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Meaning of “actually” in the English Dictionary

"actually" in British English

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actuallyadverb

uk   /ˈæk.tʃu.ə.li/ us   /ˈæk.tʃu.ə.li/
  • actually adverb (IN FACT)

A2 in fact or really: I didn't actually see her - I just heard her voice. So what actually happened?

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  • actually adverb (SURPRISE)

B1 used in sentences in which there is information that is in some way surprising or the opposite of what most people would expect: I didn't like him at first, but in the end I actually got quite fond of him. I'm one of the few people who doesn't actually like champagne.humorous Don't tell me he actually paid for you!

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  • actually adverb (SAYING NO)

B2 used as a way of making a sentence slightly more polite, for example when you are expressing an opposing opinion, correcting what someone else has said, or refusing an offer: "Alexander looks like he'd be good at sports." "Actually, he's not." Actually, Gavin, it was Tuesday of last week, not Wednesday. "Do you mind if I smoke?" "Well, actually, I'd rather you didn't."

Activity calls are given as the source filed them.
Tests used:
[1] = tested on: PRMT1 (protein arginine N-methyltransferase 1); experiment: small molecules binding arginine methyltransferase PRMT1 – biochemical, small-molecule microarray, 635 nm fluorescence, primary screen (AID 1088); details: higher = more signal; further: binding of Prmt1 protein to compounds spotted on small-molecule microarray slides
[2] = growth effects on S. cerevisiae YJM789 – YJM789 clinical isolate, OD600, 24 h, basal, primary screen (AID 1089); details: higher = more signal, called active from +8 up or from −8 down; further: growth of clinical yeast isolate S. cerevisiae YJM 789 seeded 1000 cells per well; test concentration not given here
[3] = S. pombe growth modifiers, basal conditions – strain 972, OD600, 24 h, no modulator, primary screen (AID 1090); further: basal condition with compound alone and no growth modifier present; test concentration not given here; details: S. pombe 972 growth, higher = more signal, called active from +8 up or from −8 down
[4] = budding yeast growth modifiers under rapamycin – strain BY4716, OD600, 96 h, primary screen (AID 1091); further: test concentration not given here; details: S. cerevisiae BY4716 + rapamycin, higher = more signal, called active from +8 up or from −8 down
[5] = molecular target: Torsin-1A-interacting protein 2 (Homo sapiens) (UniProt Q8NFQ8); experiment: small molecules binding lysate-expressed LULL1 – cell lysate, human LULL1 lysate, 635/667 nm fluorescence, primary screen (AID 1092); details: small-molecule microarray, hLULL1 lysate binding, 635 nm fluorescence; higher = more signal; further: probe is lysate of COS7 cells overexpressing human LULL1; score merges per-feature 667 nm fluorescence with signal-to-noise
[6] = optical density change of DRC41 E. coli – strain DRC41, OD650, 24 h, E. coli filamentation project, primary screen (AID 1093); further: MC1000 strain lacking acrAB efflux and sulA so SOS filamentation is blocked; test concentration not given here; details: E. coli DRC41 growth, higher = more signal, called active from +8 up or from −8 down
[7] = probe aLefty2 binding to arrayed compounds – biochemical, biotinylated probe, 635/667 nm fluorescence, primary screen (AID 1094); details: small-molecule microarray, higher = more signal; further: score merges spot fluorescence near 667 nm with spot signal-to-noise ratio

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(Definition of actually from the Cambridge Advanced Learner’s Dictionary & Thesaurus © Cambridge University Press)

"actually" in American English

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actuallyadverb [not gradable]

us   /ˈæk·tʃu·ə·li/
used to say that something is true, esp. when the true situation may not be known: We actually had a hard time moving the sofa.
Actually is often used when you want to emphasize that something is surprising or unusual: He actually expected me to pay for his dinner.
(Definition of actually from the Cambridge Academic Content Dictionary © Cambridge University Press)
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